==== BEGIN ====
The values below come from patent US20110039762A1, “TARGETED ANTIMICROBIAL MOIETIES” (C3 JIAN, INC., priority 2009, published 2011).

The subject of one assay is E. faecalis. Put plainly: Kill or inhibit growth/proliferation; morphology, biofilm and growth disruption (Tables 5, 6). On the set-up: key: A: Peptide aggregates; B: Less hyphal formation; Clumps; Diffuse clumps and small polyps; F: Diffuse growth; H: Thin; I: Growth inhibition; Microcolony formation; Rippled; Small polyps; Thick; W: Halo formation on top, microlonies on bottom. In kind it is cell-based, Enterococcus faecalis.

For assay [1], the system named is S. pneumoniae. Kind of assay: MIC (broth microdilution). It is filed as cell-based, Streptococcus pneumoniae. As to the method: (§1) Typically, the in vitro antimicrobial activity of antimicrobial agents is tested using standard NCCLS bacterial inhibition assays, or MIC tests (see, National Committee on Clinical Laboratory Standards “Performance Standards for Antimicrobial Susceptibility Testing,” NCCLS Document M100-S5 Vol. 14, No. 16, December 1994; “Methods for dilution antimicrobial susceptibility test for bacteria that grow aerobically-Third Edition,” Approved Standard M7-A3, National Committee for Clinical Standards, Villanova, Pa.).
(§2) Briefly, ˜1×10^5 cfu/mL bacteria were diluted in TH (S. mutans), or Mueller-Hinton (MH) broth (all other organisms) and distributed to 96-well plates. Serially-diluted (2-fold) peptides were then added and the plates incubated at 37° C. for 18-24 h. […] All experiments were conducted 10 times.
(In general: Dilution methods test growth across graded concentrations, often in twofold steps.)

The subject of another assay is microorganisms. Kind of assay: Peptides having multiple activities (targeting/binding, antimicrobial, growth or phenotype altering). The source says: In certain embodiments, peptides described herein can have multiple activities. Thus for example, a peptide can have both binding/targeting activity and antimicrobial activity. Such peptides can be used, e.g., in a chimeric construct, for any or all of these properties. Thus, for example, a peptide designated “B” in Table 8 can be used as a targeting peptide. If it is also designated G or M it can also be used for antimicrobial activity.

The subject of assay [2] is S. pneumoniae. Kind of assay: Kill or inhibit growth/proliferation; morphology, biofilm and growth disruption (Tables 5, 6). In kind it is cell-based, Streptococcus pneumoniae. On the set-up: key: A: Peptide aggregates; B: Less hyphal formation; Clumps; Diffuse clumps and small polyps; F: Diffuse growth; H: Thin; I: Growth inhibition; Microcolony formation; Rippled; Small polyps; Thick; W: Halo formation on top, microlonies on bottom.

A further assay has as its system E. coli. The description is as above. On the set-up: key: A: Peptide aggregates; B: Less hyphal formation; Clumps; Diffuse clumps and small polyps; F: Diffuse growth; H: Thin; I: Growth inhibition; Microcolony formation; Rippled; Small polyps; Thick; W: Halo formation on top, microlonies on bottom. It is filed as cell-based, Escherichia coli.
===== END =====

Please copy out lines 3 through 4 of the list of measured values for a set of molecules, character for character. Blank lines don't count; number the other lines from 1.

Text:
For assay [1], the system named is S. pneumoniae. Kind of assay: MIC (broth microdilution). It is filed as cell-based, Streptococcus pneumoniae. As to the method: (§1) Typically, the in vitro antimicrobial activity of antimicrobial agents is tested using standard NCCLS bacterial inhibition assays, or MIC tests (see, National Committee on Clinical Laboratory Standards “Performance Standards for Antimicrobial Susceptibility Testing,” NCCLS Document M100-S5 Vol. 14, No. 16, December 1994; “Methods for dilution antimicrobial susceptibility test for bacteria that grow aerobically-Third Edition,” Approved Standard M7-A3, National Committee for Clinical Standards, Villanova, Pa.).
(§2) Briefly, ˜1×10^5 cfu/mL bacteria were diluted in TH (S. mutans), or Mueller-Hinton (MH) broth (all other organisms) and distributed to 96-well plates. Serially-diluted (2-fold) peptides were then added and the plates incubated at 37° C. for 18-24 h. […] All experiments were conducted 10 times.